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Nishi-Ogikubo

Antiques, refined cafes and backstreet charm

About Nishi-Ogikubo
Photo: Raphael Shogo Fukuda

Things to do in Nishi-Ogikubo

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Exploring Nishi Ogikubo

Exploring Nishi Ogikubo

Michael Ying

A trip to Nishi Ogikubo station, a small and thriving neighborhood on JR Chuo Line with tons of restaurants and small bars.

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About Nishi-Ogikubo

Sandwiched between Ogikubo and Kichijoji is the atmospheric town of Nishi-Ogikubo which, until recently, has been criminally overlooked as a major player in maintaining the Chuo Line’s fashionable reputation. Nishiogi, as it’s more affectionately known, is a stunning location, delicate with a historic and charming ambience. With a thriving antiques scene, refined and quirky cafes and some seriously atmospheric backstreets, Nishiogi is emerging as one the hippest areas in the Japanese capital.

Known as one of Tokyo’s main antique towns, Nishiogi delivers on its promise. Over fifty antique stores can be found, a trend originally started when people traded their furniture and antique items no longer needed after World War II.

The quiet backstreets deserve exploring and antique stores can be found scattered throughout the area. Nishiogi also plays host to several charming bars and restaurants and has a slightly refined air which makes it the ideal destination for weekend strolls and urban exploration. Nishiogi was once an affluent area where upper class Tokyoites held second weekend homes and after the war many of the mansions were sold along with their contents which included a treasure chest of antiques which led, naturally, to a thriving trade in Japanese antiquities.

One of Nishiogi’s most-loved antique stores is Kidoairaku (otherwise known as Antiques Watanabe). Compact, choc-a-block full of antiques from various historical eras it’s become the first stop on any antique lovers’ itineraries. Situated next to Kidoairaku is another charming antiques store named Tori Tori. This store is also compact but, like its neighbor, is packed full of personality. Tori Tori specializes in several areas of antiques including miniatures and a fine display of hinakazari (dolls used at Hinamatsuri events to pray for girls' healthy growth and happiness). Re:gendo, a Shimane-themed cafe which opened in 2011, is also an apparel and arts and crafts store which is housed in an historic structure in the backstreets of Nishiogi.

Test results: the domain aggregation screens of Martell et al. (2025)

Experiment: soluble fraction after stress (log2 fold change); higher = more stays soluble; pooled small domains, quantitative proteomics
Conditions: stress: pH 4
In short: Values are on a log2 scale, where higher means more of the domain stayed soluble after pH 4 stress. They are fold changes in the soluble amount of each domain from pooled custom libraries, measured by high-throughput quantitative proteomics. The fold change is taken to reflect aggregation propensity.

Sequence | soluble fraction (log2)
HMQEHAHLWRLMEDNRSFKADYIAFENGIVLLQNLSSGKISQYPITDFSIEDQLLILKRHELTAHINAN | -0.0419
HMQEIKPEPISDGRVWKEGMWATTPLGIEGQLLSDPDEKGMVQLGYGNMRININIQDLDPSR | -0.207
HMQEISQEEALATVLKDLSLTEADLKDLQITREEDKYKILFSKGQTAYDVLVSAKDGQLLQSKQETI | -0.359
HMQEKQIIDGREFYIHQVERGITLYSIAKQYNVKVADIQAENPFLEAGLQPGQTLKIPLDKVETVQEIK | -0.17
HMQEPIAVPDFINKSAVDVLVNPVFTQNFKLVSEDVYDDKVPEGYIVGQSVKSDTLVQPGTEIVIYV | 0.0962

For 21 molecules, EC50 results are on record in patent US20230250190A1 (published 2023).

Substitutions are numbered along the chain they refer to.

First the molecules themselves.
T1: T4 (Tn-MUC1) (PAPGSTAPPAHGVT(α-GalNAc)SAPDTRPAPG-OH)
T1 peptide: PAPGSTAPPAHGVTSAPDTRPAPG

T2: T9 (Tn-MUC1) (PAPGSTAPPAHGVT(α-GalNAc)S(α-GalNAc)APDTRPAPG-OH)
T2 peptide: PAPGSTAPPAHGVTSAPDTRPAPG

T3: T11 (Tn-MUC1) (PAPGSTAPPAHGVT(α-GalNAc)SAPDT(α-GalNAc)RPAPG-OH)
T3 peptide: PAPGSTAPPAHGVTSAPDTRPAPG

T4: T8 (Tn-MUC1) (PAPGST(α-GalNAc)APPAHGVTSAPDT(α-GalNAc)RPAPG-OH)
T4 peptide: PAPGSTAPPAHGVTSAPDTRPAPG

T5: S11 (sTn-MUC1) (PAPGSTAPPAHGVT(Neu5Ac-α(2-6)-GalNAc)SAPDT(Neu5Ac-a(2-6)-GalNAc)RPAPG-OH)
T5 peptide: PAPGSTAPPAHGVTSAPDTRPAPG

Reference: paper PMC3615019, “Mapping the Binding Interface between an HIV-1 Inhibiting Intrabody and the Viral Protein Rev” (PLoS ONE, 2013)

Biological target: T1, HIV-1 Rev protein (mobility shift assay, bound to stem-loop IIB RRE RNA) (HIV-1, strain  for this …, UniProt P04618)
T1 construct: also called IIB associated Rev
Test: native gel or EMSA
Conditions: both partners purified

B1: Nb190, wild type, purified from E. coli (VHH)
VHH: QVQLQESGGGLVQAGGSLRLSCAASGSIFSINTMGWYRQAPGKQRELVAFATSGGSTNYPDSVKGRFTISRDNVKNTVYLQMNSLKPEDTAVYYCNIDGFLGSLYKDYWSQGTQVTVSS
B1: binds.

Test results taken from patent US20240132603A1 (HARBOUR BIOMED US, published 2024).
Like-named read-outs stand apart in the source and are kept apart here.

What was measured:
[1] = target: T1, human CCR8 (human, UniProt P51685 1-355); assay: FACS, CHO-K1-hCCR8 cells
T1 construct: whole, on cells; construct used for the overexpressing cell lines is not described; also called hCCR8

The Nishiogi no Asaichi morning market has been in operation since 1975 and can be found at Shinmei street (2 min from the station). It runs between 8am–11am every third Sunday of the month. The Hiruichi lunch market is a popular lunch spot found at Yanagikoji (in front of the south exit) and runs from 11am–4pm also on every third Sunday.

Nishi-Ogikubo is essentially a village with its own identity, voice and cultural mannerisms. Quiet, slow-paced but only 15 minutes from Shinjuku, it’s a welcome breath of fresh air and a town deserving of any visitor’s time.

Official Nishi-Ogikubo Website

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